Students at the University of Fort Hare have called for the law to take its course after one of their own was brutally murdered, allegedly by her boyfriend.

23-year-old final year law student, Nosicelo Mtebeni’s body was found dismembered in a suitcase in the suburb of Quigney in East London.

Students and activists against gender-based violence (GBV) picketed at the scene where her remains were found.

A 25-year-old man alleged to be her boyfriend has been arrested. Police Spokesperson, Thembinkosi Kinana says they have a water-tight case against the accused.

“While we were busy at the scene our intelligence agents arrested the suspect. The Investigation continues. We are hoping to bring it to court on Monday,” says Kinana .

The Office of the Premier has also sent its condolences – while the university has provided psychosocial support to the students.

Devastated students paid respect to one of their own on Friday.

The gruesome murder of Nosicelo Mtebeni shocked many. She has been described as someone who was committed to her studies. The students are calling for justice.

“To be honest, we’re just numb. We don’t know how to feel because we keep on thinking how she felt at that time. How it came to her,  it was her last breath,” says one of the students.

Another student says they are pained by the murder of Nosicelo.

“A thing like this has happened but nothing is changing. It really is painful. Nothing is changing in our society. She has died in the hands of a man,” says the students.
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“An attack on Women’s Month”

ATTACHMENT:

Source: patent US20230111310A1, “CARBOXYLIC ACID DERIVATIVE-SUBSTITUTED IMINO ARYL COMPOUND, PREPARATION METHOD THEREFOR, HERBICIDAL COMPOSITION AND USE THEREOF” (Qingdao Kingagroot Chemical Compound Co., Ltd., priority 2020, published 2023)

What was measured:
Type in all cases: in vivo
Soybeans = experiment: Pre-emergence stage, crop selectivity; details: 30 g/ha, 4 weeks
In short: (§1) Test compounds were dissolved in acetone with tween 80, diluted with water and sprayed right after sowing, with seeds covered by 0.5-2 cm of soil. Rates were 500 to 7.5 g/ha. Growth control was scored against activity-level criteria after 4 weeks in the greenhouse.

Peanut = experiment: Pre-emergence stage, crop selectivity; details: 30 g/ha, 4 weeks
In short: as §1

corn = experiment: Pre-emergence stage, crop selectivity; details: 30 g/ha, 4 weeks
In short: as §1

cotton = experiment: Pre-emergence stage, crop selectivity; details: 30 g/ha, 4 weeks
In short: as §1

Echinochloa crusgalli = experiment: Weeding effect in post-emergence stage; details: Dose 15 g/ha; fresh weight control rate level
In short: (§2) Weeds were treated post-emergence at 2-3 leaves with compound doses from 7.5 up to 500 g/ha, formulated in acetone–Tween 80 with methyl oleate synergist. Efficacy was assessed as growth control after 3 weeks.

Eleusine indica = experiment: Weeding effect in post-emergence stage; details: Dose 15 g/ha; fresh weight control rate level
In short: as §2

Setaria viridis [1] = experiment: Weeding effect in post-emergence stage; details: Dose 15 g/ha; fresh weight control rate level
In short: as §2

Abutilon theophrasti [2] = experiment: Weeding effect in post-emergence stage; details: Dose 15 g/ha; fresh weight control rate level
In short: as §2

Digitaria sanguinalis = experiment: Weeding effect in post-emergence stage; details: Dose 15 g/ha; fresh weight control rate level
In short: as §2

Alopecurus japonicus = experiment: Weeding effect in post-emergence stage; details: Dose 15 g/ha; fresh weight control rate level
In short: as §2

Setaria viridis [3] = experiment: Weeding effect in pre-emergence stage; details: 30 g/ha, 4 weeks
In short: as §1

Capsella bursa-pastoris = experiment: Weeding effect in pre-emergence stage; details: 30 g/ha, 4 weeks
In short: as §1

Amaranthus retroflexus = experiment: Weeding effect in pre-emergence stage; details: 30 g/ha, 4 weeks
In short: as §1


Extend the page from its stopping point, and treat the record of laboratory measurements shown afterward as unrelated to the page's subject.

Director of the East London-based women’s rights organization, Dr Lesley Ann Foster, has described the incident as an attack on Women’s Month.

“It seems to me there are high profile particularly brutal and cruel acts of violence that take place during the month of August. If you remember Lieandre Jegels, Uyinene, Angelique Clark all murdered in August 2018. It seems like at this time of the year this happens. So there’s a resistance –  an attempt to discredit Women’s Month.”

Eastern Cape Social Development MEC calls for people to raise their voices in the fight against GBV

Eastern Cape Social Development MEC, Siphokazi Lusithi, called for people to raise their voices in the fight against gender-based violence.

“I am equally concerned about these seemingly normalized acts of violence against girls and women. It is a blatant disregard for human life, which all people should take upon themselves to make sure it is defeated. Everyone must raise their voice and act decisively against gender-based violence in all its forms wherever it rears its ugly head, and regardless of the perpetrator. For the sake of the family, loved ones and society,  it is important that we go beyond condemnation of the murder of Nosicelo,” says Lusithi.